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Zandvliet is a Belgian town forming part of the Antwerp district of Berendrecht-Zandvliet-Lillo. The place dates back to 1135 when it was known as Santflit, meaning "a navigable passage through sand".
In 1622 the Spaniard Ambrogio Spinola constructed a fortification with seven bastions around Zandvliet, to strengthen the defenses of Antwerp against the northern Netherlands. The project lasted six years and gave the town the appearance of a citadel. At the beginning of the 18th century France drove Spain from Zandvliet after which the fortress became derelict. Traces of the original fortress can be seen in the street layout of Conterscherp, Zuidvest and Begijnhoeve.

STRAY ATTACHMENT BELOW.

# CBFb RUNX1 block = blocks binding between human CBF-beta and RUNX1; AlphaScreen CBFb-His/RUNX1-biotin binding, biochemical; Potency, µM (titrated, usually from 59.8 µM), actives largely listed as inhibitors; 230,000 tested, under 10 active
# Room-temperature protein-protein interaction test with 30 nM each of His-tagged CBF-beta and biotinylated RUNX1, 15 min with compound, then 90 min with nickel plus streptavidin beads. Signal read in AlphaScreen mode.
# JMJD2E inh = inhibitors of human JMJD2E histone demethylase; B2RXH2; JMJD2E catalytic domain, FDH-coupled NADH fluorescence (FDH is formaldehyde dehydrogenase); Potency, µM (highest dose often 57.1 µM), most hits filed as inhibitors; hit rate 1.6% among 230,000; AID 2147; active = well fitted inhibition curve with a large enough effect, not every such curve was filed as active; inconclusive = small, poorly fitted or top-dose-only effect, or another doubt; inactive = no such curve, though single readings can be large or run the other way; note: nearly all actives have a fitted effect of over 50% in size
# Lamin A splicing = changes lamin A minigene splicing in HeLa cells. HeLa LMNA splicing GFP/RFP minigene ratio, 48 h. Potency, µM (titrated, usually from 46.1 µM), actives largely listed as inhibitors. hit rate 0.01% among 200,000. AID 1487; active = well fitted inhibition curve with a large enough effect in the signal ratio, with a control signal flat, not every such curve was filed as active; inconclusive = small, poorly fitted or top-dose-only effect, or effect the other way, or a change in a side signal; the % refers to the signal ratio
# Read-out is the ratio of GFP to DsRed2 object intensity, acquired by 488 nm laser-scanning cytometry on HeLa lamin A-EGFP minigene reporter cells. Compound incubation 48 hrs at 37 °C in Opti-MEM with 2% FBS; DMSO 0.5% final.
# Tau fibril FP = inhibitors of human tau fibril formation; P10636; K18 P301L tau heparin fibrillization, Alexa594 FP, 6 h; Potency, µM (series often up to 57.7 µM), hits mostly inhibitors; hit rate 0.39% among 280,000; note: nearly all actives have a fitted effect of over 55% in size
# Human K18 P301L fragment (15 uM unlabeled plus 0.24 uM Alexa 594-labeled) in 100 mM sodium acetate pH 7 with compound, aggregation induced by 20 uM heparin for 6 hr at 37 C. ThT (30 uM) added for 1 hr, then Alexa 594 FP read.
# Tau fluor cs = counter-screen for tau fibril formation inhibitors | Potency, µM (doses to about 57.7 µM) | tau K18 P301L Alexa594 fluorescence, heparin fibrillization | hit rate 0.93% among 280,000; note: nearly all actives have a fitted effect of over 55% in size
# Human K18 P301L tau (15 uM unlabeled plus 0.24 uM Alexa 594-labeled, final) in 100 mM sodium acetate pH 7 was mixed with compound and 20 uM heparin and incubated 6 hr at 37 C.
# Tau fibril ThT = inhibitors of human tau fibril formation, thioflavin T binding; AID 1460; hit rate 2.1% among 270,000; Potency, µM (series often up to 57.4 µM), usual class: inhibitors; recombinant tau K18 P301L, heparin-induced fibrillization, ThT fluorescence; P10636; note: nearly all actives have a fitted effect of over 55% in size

The church in Zandvliet was destroyed during the wars against Spain, but was rebuilt in 1648 by the bishop of Saint Michael's Abbey in Antwerp. After Belgium gained its independence in 1830, J. Bril became the first Belgian mayor of Zandvliet. In 1887 a rail link between Antwerp and Bergen op Zoom also linked to Zandvliet. This line mainly transported sugar beet, but also catered for passengers.
In 1958 Berendrecht, Zandvliet and Lillo were incorporated in Antwerp and the polder landscape largely expropriated for harbour development. Since the decentralisation of 2000 these three old communities were joined under the name of Bezali, an acronym used by the media. The people of Berendrecht-Zandvliet-Lillo on the other hand were proud of the original names and used them in the hope that they would not be forgotten. The name Zandvliet became a household name, thanks to the 1967 naming of Zandvlietsluis, one of the largest sea locks in the world.